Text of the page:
both of which would result in slower "entry" heal and rather high resource
consumption from self-heal daemon.
Thanks, most interesting reading.
Post by Krutika Dhananjay
Fortunately, with the introduction of more granular changelogs in replicate
module to identify exactly what files under a given directory need to be
healed to the sink brick, these problems should go away.
In fact this enhancement is being worked upon as we speak and is targeted
to
http://review.gluster.org/#/c/12257/1/in_progress/afr-self-heal-improvements.md
(read section "Granular entry self-heals").
That look very interesting - in fact from my point of view, it replaces the
need for sharding altogether, that being the speed of heals.
So sharding also helps with better disk utilization in distributed-replicated volumes for large files (like VM images).
So if you have a 2x3 volume with each brick having 10G space (say), even though the aggregated size of the volume (due to the presence of distribute) is 20G, without sharding you cannot create an image whose size is between 11G-20G on the volume.
With sharding, breaking large files into smaller pieces will ensure better utilisation of available space.
There are other long-term benefits one could reap from using sharding: for instance, for someone who might want to use tiering in VM store use-case, having sharding will be beneficial in terms of only migrating the shards between hot and cold tiers, as opposed to moving large files in full, even if only a small portion of the file is changed/accessed. :)
Post by Krutika Dhananjay
Yes. So Paul Cuzner and Satheesaran who have been testing sharding here
have
reported better write performance with 512M shards. I'd be interested to
know what you feel about performance with relatively larger shards (think
512M).
Seq Read speeds basically tripled, and seq writes improved to the limit of
the network connection.
OK. And what about the data heal performance with 512M shards? Satisfactory?

-Krutika
Cheers,
--
Lindsay
Lindsay Mathieson
2015-10-28 07:38:33 UTC
Permalink
Post by Krutika Dhananjay
So sharding also helps with better disk utilization in
distributed-replicated volumes for large files (like VM images).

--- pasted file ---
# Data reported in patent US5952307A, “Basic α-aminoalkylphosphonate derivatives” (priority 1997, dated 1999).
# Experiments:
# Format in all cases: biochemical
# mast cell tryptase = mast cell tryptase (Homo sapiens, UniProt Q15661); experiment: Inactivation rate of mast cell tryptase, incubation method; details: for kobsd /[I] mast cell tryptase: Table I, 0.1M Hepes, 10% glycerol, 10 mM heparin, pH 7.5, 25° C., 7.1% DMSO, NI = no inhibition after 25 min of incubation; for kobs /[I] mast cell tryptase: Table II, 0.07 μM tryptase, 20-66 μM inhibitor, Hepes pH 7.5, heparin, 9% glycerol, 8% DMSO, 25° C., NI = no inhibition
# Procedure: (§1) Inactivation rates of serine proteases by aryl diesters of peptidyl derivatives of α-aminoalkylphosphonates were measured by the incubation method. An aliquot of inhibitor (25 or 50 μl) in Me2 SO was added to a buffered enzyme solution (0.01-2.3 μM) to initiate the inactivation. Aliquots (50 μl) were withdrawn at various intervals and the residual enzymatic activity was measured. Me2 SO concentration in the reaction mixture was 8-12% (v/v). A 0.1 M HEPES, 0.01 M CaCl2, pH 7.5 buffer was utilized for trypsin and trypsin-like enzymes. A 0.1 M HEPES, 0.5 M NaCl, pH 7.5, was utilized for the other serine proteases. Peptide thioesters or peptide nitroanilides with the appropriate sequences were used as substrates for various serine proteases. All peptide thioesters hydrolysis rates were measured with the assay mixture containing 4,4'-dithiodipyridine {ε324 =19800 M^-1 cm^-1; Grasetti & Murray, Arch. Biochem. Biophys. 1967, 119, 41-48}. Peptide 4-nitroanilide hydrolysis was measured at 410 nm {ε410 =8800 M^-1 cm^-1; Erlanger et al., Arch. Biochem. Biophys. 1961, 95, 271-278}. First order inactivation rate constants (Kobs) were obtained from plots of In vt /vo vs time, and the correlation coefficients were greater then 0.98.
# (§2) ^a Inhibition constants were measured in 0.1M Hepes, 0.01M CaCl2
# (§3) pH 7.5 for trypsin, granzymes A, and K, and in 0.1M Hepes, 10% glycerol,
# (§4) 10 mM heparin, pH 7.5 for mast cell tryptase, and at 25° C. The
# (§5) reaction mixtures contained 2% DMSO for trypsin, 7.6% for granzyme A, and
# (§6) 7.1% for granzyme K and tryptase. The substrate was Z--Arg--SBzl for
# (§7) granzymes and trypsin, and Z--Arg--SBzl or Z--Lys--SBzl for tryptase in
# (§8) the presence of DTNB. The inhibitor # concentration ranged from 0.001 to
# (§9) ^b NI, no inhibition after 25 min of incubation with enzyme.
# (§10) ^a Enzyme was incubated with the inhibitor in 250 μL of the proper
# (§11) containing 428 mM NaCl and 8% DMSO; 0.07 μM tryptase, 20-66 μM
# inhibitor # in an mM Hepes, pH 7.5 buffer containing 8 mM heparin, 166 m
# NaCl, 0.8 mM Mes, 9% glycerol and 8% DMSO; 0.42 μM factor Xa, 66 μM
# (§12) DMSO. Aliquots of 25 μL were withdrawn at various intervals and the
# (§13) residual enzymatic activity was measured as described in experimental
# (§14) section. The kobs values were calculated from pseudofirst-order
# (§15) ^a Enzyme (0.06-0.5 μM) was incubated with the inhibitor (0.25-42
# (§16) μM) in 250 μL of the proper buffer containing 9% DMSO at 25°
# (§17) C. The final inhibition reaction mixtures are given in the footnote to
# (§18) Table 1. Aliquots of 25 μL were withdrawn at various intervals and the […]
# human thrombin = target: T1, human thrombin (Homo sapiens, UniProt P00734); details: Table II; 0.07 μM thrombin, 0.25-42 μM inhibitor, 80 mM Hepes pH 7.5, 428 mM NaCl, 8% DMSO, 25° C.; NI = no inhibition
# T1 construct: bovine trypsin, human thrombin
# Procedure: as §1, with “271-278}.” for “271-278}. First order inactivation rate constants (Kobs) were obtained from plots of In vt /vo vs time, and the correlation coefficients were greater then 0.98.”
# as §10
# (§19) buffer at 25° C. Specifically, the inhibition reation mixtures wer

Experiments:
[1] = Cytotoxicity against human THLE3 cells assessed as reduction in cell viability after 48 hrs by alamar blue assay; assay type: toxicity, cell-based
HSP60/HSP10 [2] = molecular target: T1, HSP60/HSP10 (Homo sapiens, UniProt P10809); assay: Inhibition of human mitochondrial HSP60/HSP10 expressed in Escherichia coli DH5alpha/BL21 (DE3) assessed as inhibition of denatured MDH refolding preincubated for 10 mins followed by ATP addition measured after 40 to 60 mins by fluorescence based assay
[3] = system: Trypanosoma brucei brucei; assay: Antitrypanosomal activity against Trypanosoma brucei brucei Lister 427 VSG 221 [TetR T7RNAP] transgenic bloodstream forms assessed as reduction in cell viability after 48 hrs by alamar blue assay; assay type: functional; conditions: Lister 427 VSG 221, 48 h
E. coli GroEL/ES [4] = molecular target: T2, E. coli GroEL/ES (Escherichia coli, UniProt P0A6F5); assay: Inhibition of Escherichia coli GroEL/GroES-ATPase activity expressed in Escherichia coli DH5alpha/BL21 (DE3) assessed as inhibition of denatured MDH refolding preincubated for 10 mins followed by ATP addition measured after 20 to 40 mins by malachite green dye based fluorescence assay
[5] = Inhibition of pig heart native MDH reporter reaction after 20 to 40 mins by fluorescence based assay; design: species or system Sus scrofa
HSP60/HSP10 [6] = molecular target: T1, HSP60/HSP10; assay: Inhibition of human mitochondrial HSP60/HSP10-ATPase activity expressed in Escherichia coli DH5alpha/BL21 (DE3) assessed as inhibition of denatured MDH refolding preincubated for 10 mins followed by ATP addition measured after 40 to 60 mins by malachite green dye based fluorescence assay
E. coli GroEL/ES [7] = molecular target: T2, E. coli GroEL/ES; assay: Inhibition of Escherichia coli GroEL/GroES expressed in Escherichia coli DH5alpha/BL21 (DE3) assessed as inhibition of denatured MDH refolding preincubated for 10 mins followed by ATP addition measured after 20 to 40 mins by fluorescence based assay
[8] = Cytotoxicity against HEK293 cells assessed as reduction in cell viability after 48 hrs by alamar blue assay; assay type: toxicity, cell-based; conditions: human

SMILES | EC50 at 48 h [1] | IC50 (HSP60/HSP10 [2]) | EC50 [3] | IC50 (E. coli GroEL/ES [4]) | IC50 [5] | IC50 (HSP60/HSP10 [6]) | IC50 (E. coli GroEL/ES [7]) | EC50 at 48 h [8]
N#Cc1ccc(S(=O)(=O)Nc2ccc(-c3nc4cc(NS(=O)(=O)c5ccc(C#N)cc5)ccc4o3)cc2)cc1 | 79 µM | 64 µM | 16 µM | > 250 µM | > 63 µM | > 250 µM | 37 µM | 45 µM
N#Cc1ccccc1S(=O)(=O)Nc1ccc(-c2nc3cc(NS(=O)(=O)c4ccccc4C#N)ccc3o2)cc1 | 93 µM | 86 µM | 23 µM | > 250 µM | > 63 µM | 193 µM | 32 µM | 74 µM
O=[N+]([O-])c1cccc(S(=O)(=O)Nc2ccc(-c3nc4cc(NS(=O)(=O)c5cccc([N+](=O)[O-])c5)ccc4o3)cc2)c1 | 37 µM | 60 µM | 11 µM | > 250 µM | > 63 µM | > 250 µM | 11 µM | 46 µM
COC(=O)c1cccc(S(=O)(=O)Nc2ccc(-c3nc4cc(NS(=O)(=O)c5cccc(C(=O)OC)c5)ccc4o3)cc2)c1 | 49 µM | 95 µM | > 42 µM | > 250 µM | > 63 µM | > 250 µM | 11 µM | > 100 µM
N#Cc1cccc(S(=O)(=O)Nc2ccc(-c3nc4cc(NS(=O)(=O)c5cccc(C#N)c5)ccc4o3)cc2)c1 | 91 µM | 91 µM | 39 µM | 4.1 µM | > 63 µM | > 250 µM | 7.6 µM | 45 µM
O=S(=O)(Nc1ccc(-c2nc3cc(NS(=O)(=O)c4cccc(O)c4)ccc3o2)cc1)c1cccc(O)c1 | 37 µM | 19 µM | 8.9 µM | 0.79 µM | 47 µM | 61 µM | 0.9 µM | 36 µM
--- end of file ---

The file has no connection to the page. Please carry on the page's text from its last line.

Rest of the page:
..
There are other long-term benefits one could reap from using sharding: for
Post by Krutika Dhananjay
instance, for someone who might want to use tiering in VM store use-case,
having sharding will be beneficial in terms of only migrating the shards
between hot and cold tiers, as opposed to moving large files in full, even
if only a small portion of the file is changed/accessed. :)
Interesting points, thanks.
Post by Krutika Dhananjay
Post by Krutika Dhananjay
Yes. So Paul Cuzner and Satheesaran who have been testing sharding here
have reported better write performance with 512M shards. I'd be interested
to know what you feel about performance with relatively larger shards
(think 512M).
Seq Read speeds basically tripled, and seq writes improved to the limit of
the network connection.
OK. And what about the data heal performance with 512M shards?
Satisfactory?
Easily satisfactory, a bit slower than the 4MB shard but still way faster
than a full multi GB file heal :)


Something I have noticed, is that the heal info (gluster volume heal
<datastore> info) can be very slow to return, as in many 10's of seconds -
is there a way to speed that up?

It would be every useful if there was a command that quickly gave
summary/progress status, e.g "There are <X> shards to be healed"
--
Lindsay
Krutika Dhananjay
2015-10-28 15:02:09 UTC
Permalink
----- Original Message -----
Sent: Wednesday, October 28, 2015 1:08:33 PM
Subject: Re: [Gluster-users] Shard Volume testing (3.7.5)
Post by Krutika Dhananjay
So sharding also helps with better disk utilization in
distributed-replicated
volumes for large files (like VM images).
..
There are other long-term benefits one could reap from using sharding: for
instance, for someone who might want to use tiering in VM store use-case,